Saturday, April 21, 2007

From the Pages of the WSJ

Oil Profit May Fall, but U.S. Drivers Help to Keep It From Hurting

April 21, 2007

The half-dozen Western companies that put the "big" in Big Oil are to report their first-quarter earnings starting this coming week, beginning with BP PLC Tuesday and followed by Exxon Mobil Corp. Thursday. Profits are expected to be down about 10% from a year earlier, largely because of crude-oil and natural-gas prices that have eased a bit from their highs.

Profits easily could have fallen more. But Big Oil has received a major assist from U.S. drivers, who have kept the pedal to the metal even as gasoline prices have climbed 23% since the beginning of the year. Brisk demand in the U.S., combined with refinery outages, has slashed gasoline-inventory levels and is pushing pump prices over $3 a gallon in some markets.

All this means that results from oil companies' refining operations -- which turn crude oil into gasoline, heating oil and diesel and jet fuel -- are likely to be strong. Bruce Lanni, an A.G. Edwards energy analyst, forecast that earnings from pumping oil and natural gas out of the ground would be down 21% for the sector, but earnings from refining and marketing the gasoline would be up 41%.

This is good news for Big Oil's investors because the companies' exploration and production units -- which traditionally have provided the bulk of profits -- are being squeezed by a combination of lower commodity prices and higher costs to drill new wells. Perhaps even more threatening to future profitability, foreign producer nations such as Venezuela and Algeria are demanding a bigger cut of the action as they negotiate new contracts or renegotiate old ones with Western companies.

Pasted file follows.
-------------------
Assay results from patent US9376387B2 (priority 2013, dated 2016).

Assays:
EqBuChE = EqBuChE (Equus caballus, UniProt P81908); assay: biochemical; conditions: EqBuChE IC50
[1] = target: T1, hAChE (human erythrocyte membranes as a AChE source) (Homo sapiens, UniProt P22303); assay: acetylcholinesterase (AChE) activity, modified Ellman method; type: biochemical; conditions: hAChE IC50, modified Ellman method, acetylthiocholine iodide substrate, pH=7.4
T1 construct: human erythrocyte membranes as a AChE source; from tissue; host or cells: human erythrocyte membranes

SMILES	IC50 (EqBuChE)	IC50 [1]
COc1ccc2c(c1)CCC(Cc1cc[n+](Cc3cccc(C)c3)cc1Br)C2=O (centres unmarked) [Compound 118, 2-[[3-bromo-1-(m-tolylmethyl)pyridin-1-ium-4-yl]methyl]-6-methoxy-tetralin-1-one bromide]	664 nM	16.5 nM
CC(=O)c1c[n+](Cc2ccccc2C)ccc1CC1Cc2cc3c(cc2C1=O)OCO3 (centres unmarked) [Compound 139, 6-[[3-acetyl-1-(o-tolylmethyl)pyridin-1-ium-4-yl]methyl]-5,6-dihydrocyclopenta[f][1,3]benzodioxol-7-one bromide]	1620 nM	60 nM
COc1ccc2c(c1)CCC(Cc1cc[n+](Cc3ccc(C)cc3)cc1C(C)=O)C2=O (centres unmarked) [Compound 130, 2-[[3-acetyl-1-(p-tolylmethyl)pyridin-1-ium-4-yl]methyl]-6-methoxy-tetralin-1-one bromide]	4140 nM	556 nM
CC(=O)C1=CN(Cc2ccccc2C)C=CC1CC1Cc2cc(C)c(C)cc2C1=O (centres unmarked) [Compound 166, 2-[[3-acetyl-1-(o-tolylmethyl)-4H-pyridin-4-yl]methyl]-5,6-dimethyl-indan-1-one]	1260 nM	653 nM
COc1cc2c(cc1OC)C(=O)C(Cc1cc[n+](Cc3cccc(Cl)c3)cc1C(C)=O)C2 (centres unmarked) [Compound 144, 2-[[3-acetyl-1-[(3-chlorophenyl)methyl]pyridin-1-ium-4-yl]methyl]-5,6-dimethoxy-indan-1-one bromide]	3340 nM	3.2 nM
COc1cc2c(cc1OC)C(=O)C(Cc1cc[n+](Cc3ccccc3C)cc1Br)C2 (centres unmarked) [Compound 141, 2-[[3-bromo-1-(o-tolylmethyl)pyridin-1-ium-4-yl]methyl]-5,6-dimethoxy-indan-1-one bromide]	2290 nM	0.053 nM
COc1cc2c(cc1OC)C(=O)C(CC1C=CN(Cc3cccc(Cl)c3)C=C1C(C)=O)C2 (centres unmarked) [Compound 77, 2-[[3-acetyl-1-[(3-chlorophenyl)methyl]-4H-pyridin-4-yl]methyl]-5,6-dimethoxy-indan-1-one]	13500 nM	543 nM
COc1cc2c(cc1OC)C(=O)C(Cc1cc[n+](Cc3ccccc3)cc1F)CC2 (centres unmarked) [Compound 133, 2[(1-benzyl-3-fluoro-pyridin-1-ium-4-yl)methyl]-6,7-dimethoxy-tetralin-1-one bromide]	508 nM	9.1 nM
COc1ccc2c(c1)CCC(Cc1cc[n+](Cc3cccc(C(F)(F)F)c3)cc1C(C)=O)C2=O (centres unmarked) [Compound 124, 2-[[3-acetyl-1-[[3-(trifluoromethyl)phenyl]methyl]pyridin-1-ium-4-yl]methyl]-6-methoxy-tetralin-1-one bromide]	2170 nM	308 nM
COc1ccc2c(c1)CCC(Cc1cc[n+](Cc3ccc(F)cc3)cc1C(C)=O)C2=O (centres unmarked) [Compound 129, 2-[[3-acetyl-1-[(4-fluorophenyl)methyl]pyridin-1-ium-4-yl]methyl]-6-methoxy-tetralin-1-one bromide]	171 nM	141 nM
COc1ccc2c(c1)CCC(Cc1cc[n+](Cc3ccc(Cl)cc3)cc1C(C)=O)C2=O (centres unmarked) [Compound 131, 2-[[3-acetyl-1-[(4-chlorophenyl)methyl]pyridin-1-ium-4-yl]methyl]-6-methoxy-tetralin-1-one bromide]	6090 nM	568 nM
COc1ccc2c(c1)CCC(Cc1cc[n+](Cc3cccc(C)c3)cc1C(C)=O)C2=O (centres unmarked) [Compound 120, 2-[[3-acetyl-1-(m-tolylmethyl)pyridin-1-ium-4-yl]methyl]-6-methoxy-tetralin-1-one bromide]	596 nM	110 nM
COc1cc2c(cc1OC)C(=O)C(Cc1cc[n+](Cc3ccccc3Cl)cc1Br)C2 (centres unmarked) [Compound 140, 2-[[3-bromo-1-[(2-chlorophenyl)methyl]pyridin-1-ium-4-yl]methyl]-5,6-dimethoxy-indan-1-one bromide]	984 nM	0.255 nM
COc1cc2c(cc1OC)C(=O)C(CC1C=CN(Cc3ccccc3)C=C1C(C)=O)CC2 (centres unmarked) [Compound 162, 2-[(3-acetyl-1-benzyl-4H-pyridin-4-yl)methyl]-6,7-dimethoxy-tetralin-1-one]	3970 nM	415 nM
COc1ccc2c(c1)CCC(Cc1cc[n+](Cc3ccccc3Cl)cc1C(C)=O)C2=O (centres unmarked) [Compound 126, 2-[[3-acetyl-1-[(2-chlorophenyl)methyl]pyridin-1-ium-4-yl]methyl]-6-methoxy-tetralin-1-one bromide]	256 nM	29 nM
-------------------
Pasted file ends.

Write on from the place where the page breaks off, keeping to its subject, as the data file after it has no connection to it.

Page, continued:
By contrast, conditions for oil companies continue to improve on the refining side. There has been "outrageously bullish" data on U.S. gasoline supplies, according to Barclays Capital analysts Paul Horsnell and Kevin Norrish. Gasoline inventory has fallen for 11 straight weeks, including most of the first quarter. Barclays estimates a 2.3% rise in gasoline demand in the first quarter compared with a year earlier.

Gasoline prices also are being lifted by supply constraints. Several refinery problems in California, Texas and elsewhere held down production of gasoline and other refined products. For example, a fire knocked Valero Energy Corp.'s 170,000-barrel-a-day McKee refinery in Sunray, Texas, out of action for two months, and it is only now coming back on line. Refinery profitability "is definitely going to be the only bright spot for the entire sector," says Neil McMahon, a London-based analyst at Sanford C. Bernstein. The first quarter traditionally generates strong margins, because of seasonal factors, he says.

Of course, this won't last forever. U.S. drivers begin to slow down their fuel consumption once regular gasoline prices top $2.50 a gallon, which they did in early March. This easing of demand, coupled with the refinery restarts and a changing slate of available crude oil, likely will mean refining profits will ease up on the accelerator in the second quarter. The U.S. gas price, meanwhile, currently $2.88 a gallon after a rapid climb, is expected to pull back and average $2.81 a gallon this summer.

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